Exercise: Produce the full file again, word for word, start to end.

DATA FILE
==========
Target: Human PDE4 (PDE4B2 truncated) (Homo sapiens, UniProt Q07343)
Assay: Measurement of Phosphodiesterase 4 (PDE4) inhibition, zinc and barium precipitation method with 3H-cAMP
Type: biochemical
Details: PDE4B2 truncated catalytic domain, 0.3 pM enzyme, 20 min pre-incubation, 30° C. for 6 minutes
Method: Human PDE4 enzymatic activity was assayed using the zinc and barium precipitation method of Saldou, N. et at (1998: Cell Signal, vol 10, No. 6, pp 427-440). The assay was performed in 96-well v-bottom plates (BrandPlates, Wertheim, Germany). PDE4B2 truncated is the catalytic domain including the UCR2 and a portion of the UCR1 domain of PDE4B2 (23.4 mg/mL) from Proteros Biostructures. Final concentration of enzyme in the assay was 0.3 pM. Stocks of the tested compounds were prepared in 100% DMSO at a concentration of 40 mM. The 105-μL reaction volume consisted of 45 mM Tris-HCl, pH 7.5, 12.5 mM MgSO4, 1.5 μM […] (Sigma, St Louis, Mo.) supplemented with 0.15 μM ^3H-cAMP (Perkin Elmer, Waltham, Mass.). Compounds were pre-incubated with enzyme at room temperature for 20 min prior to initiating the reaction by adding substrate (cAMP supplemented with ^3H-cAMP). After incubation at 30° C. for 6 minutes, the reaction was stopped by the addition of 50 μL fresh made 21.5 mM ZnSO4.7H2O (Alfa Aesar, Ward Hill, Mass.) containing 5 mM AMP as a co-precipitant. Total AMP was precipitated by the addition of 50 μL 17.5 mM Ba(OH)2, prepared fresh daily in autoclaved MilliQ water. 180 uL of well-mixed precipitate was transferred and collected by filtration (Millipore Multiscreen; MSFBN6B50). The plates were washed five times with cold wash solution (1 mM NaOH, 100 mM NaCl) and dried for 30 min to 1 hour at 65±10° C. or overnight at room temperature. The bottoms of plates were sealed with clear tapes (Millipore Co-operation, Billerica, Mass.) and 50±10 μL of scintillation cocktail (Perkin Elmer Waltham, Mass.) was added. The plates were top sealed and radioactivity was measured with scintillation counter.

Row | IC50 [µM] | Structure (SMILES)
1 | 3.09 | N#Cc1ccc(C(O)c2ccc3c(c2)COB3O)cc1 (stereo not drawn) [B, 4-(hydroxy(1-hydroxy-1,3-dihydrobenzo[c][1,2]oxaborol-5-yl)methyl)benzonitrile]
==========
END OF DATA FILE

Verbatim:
Target: Human PDE4 (PDE4B2 truncated) (Homo sapiens, UniProt Q07343)
Assay: Measurement of Phosphodiesterase 4 (PDE4) inhibition, zinc and barium precipitation method with 3H-cAMP
Type: biochemical
Details: PDE4B2 truncated catalytic domain, 0.3 pM enzyme, 20 min pre-incubation, 30° C. for 6 minutes
Method: Human PDE4 enzymatic activity was assayed using the zinc and barium precipitation method of Saldou, N. et at (1998: Cell Signal, vol 10, No. 6, pp 427-440). The assay was performed in 96-well v-bottom plates (BrandPlates, Wertheim, Germany). PDE4B2 truncated is the catalytic domain including the UCR2 and a portion of the UCR1 domain of PDE4B2 (23.4 mg/mL) from Proteros Biostructures. Final concentration of enzyme in the assay was 0.3 pM. Stocks of the tested compounds were prepared in 100% DMSO at a concentration of 40 mM. The 105-μL reaction volume consisted of 45 mM Tris-HCl, pH 7.5, 12.5 mM MgSO4, 1.5 μM […] (Sigma, St Louis, Mo.) supplemented with 0.15 μM ^3H-cAMP (Perkin Elmer, Waltham, Mass.). Compounds were pre-incubated with enzyme at room temperature for 20 min prior to initiating the reaction by adding substrate (cAMP supplemented with ^3H-cAMP). After incubation at 30° C. for 6 minutes, the reaction was stopped by the addition of 50 μL fresh made 21.5 mM ZnSO4.7H2O (Alfa Aesar, Ward Hill, Mass.) containing 5 mM AMP as a co-precipitant. Total AMP was precipitated by the addition of 50 μL 17.5 mM Ba(OH)2, prepared fresh daily in autoclaved MilliQ water. 180 uL of well-mixed precipitate was transferred and collected by filtration (Millipore Multiscreen; MSFBN6B50). The plates were washed five times with cold wash solution (1 mM NaOH, 100 mM NaCl) and dried for 30 min to 1 hour at 65±10° C. or overnight at room temperature. The bottoms of plates were sealed with clear tapes (Millipore Co-operation, Billerica, Mass.) and 50±10 μL of scintillation cocktail (Perkin Elmer Waltham, Mass.) was added. The plates were top sealed and radioactivity was measured with scintillation counter.

Row | IC50 [µM] | Structure (SMILES)
1 | 3.09 | N#Cc1ccc(C(O)c2ccc3c(c2)COB3O)cc1 (stereo not drawn) [B, 4-(hydroxy(1-hydroxy-1,3-dihydrobenzo[c][1,2]oxaborol-5-yl)methyl)benzonitrile]